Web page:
TECH TALK: A New Mass Market (Part 4)

The first of the new WWW elements mentioned by Kevin Werbach comes in: Web Services is what can be used to build the next generation software. The thick server in the enterprise needs to run all the software. Software for the thick server has to be architected using the standards of XML, SOAP, WSDL and UDDI. Make the software as Lego blocks which can be combined together from different vendors and even across the network. Instead of developing monoliths, developers can do what they are good at, based on their domain knowledge Web Services, for the first time, fulfills the vision of interchangeable software components.

From the enterprise point of view, this means that if there is a better accounting component, it should be possible to replace it. Think of it like going to a restaurant. For Rs 250, you get a full complement of food (basic enterprise applications). But, it is possible to replace the roti with a naan or order the chefs special for a small incremental charge for those who want to do so.

Software developers in India should start putting together the building blocks based on the Web Services standards. Do what one is good at, publish the interfaces, so others can leverage them. This is akin to what Google has done by publishing its API so that developers can write applications to leverage its huge database of documents.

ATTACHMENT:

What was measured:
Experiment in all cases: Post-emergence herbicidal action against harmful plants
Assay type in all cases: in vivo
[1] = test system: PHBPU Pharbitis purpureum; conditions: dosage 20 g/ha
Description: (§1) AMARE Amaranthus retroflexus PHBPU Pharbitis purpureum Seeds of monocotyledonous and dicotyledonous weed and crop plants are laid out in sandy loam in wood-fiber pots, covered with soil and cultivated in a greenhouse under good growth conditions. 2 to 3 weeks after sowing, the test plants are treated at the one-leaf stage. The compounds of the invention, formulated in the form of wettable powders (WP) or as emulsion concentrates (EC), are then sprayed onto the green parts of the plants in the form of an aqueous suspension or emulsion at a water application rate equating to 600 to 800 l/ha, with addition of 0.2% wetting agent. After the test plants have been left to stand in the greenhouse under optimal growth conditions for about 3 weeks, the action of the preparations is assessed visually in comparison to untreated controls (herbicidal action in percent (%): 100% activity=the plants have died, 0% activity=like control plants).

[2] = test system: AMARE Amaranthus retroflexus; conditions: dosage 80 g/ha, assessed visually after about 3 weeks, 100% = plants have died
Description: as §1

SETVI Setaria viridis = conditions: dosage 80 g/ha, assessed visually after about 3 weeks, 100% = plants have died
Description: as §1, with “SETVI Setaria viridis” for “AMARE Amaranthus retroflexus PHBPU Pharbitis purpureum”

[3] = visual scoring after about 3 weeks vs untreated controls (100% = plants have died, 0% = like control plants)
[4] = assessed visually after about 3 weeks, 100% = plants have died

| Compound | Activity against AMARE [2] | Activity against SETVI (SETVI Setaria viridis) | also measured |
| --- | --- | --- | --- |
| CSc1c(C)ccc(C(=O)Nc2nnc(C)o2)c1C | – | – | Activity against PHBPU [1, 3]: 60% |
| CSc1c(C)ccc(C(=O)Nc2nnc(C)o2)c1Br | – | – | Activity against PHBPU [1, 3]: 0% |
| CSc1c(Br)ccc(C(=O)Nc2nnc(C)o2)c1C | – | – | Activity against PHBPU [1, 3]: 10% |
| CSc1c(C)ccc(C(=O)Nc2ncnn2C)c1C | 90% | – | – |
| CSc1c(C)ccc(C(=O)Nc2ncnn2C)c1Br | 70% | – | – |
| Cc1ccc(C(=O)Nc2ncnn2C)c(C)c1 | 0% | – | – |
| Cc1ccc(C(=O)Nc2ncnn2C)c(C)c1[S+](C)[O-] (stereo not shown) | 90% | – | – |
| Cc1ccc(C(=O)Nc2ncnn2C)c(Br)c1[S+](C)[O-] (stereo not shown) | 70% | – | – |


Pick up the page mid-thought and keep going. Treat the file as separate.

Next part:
Think of the East Asian economies and their manufacturing prowess. India can become the software factory to the world. The opportunity here is to not just create the components which can be branded by others, but as some companies in China like Huawei are doing, to actually go out and build their own brands.

A similar revolution can be enabled in Communications using the second of the W elements WiFi. The 2.4 Ghz and 5.7 Ghz bands can unleash innovation, provided we are willing to let it happen. The government in India needs to allow the use of these open spectrum bands without restrictions. This will spur their use for the creation of public community wireless networks. India did a similar thing a decade ago with the cable industry. By not regulating it substantially, we have now created a base of nearly a hundred television channels and over 30 million cable households. In just a decade, TV has had a huge impact on the society and the economy. Our evenings are no longer the same (and for many of us, neither are our lifestyles!).

Parts 1, 2, 3 | Part 5 will be published tomorrow.

Published by

Rajesh Jain

An Entrepreneur based in Mumbai, India.